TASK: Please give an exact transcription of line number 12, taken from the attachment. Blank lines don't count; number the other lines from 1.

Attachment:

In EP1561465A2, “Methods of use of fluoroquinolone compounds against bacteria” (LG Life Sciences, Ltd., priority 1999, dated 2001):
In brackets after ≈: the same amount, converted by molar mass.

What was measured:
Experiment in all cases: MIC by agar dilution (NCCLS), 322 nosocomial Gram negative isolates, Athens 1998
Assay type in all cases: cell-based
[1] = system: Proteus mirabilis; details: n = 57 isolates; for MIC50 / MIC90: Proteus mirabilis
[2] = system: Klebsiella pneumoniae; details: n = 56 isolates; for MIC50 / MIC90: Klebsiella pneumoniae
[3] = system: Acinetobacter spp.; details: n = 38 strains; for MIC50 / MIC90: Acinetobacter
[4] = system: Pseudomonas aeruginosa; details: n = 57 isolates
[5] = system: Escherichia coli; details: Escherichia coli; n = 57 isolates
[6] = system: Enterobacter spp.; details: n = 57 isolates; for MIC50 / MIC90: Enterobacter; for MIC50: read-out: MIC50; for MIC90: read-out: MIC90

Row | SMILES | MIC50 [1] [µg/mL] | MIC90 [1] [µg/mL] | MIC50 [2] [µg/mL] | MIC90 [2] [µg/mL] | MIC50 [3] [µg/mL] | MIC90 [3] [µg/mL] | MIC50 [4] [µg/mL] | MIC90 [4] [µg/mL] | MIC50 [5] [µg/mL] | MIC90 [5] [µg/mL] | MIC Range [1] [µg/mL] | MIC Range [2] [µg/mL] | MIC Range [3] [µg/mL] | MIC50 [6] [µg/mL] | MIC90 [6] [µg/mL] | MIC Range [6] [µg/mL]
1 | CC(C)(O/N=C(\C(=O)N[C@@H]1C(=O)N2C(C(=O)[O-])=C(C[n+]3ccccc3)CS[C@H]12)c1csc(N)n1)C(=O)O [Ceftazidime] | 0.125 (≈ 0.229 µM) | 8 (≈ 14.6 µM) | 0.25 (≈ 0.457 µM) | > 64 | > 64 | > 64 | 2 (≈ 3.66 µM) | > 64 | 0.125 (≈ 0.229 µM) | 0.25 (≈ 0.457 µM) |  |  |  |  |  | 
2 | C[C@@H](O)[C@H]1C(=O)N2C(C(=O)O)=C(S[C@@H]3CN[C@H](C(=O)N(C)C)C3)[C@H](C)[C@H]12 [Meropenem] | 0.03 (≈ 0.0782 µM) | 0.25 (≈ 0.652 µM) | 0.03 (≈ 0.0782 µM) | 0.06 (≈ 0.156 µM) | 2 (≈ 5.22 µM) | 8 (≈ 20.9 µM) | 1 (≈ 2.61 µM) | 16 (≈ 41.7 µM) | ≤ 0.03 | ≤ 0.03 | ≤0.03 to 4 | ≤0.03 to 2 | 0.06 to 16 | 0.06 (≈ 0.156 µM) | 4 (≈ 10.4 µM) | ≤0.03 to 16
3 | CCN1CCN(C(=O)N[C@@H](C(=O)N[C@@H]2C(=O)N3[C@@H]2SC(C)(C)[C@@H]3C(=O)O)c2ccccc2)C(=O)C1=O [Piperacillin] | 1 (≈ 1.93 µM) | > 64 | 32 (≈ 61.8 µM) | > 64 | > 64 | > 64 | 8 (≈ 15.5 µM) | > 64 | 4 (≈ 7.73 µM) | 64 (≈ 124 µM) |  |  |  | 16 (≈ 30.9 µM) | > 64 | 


Row | SMILES | MIC50 [1] [µg/mL] | MIC90 [1] [µg/mL] | MIC50 [2] [µg/mL] | MIC90 [2] [µg/mL] | MIC50 [3] [µg/mL] | MIC90 [3] [µg/mL] | MIC50 [4] [µg/mL] | MIC90 [4] [µg/mL] | MIC50 [5] [µg/mL] | MIC90 [5] [µg/mL] | MIC Range [1] [µg/mL] | MIC Range [2] [µg/mL] | MIC Range [3] [µg/mL] | MIC50 [6] [µg/mL] | MIC90 [6] [µg/mL] | MIC Range [6] [µg/mL]